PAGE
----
What and What are Literary Species?

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Alexander Pearson

"Literary species”Is a term used in some Latin American countries (especially in Peru) to refer to literary genres. This means that when talking about literary species, we are talking about the major genres: lyric, drama and epic.

The lyric is the genre that expresses feelings through verses. It is responsible for exalting emotions through words and rhythm. For its part, drama is the genre that is intended to be brought to the stage by one or more actors. The object of this literary species is to represent reality.

Finally, the epic is the genre that is responsible for narrating real or fictional events. This is also known as the narrative genre.

Likewise, the term "literary species" is used to refer to the specific products of each genre. As an example: some literary species of the epic are the novel and its different types, the tale, the legend, the myth, among others..

On the other hand, some of the literary species of drama are tragedy, comedy, and tragicomedy. Finally, some literary species of lyric are free poems, odes, sonnets, haikus, hymns, among others..

Literary species of the epic

The epic is also known as the narrative genre. This genre is characterized by the fact that it is generally written in prose and because it narrates events that can be both real and fictitious..

The most common literary species of the epic are the tale, the legend, the fable, the myth and the novel.

The story

The story is a short narrative in which events of not much complexity are described. In case the narrative sequences presented in the text are very complex, it will be a short novel and not a short story.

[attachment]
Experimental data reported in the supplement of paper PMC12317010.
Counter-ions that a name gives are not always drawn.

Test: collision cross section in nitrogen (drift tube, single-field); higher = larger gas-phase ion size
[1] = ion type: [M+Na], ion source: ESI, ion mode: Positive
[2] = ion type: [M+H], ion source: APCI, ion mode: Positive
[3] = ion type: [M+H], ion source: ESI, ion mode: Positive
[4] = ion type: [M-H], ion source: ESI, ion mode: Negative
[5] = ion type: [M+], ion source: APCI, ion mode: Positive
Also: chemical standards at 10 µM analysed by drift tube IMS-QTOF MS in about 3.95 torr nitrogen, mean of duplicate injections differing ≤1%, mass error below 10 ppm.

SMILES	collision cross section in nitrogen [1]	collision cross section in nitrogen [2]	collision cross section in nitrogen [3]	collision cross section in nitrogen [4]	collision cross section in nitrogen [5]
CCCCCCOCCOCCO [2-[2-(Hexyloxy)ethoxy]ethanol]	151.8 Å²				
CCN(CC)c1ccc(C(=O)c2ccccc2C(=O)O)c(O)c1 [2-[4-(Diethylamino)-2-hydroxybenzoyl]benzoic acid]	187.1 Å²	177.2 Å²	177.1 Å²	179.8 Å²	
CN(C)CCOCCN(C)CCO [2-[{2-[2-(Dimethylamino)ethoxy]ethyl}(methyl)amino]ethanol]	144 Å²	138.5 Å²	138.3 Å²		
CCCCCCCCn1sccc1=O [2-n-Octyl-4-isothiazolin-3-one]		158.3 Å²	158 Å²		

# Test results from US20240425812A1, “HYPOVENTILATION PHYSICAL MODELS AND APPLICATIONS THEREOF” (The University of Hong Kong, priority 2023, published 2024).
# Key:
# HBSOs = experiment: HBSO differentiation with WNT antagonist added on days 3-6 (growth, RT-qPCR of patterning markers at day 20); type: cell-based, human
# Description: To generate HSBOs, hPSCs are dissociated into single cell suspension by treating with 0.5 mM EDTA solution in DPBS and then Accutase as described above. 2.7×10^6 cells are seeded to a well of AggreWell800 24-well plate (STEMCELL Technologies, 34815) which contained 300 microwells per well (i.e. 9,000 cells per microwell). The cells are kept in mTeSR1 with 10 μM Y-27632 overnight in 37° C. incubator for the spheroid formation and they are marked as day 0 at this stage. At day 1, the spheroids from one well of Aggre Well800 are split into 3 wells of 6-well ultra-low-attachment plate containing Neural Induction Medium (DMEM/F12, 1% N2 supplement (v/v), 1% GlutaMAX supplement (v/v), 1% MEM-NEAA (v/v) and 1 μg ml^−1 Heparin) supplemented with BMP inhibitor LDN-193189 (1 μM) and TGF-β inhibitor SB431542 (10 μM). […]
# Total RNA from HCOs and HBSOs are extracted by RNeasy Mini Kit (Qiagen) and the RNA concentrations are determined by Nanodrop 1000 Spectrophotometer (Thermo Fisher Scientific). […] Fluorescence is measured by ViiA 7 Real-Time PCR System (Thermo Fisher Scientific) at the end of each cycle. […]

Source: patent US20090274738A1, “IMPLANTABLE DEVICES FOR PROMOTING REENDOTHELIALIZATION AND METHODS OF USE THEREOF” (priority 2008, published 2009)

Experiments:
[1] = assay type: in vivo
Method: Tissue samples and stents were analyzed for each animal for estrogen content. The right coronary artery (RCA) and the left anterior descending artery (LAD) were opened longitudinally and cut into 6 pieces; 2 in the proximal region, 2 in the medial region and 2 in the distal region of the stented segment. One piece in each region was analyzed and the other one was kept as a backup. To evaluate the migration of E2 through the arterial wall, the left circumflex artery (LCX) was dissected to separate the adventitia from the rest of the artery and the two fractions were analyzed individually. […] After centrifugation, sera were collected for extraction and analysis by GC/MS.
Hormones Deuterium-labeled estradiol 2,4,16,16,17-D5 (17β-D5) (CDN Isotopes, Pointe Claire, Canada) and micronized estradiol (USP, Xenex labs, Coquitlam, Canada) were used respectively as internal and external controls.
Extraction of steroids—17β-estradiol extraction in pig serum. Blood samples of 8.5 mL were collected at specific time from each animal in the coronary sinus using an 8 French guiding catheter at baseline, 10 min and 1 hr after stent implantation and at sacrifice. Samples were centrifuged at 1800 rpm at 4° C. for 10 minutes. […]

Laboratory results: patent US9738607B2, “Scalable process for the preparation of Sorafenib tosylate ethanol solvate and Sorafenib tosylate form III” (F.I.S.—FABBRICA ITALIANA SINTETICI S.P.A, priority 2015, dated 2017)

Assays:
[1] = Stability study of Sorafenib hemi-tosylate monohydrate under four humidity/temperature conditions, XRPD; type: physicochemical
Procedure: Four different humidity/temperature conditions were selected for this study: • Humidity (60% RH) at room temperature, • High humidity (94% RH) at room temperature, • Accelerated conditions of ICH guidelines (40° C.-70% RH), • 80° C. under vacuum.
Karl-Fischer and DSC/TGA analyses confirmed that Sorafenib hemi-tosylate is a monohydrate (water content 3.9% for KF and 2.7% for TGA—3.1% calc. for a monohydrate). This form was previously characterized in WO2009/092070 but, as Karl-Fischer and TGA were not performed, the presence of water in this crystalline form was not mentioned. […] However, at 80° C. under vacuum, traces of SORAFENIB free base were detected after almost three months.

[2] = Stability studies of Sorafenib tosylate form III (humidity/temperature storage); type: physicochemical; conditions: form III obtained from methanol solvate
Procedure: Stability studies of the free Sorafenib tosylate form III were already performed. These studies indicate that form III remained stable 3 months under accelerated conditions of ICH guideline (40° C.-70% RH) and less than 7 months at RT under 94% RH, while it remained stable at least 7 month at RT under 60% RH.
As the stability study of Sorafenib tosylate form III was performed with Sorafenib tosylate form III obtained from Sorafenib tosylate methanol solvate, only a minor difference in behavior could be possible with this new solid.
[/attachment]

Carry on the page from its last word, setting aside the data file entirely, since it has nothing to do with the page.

Some examples of this literary species are:

  1. Washington Irving's "The Legend of Sleepy Hollow" (which is a tale despite including the word "legend" in its title).
  2. "Rip Van Winkle" by Washington Irving.
  3. "The Call of Cthulhu" by H. P. Lovecraft.
  4. "The Silence of the Sirens" by Franz Kafka.
  5. "Memories of a turkey" by Gustavo Adolfo Bécquer.
  6. "Dry Leaves" by Gustavo Adolfo Bécquer.

The fable

Fables are short stories characterized by the fact that the characters are animals to which human attitudes have been conferred.

These usually end with a moral, that is, an ethical and moral teaching that can be applied in our day to day life..

The best known fables are those of Aesop, a Greek philosopher who is credited with the invention of this literary species.

The legend

Like the previous ones, the legend is a short story. However, this is characterized by the fact that the events that are narrated are based on real life.

In the legends, real characters are included, whose stories are exaggerated and embellished.

This type of narration can also revolve around a famous place (such as Avalon), a precious object (such as the Excalibur, Arthur's sword) or an animal (such as the abominable snowman).

Some examples of legends are:

  1. Robin Hood
  2. The Loch Ness Monster
  3. The legend of Avalon
  4. King Arthur's court
  5. Atlantis, the lost city

The myth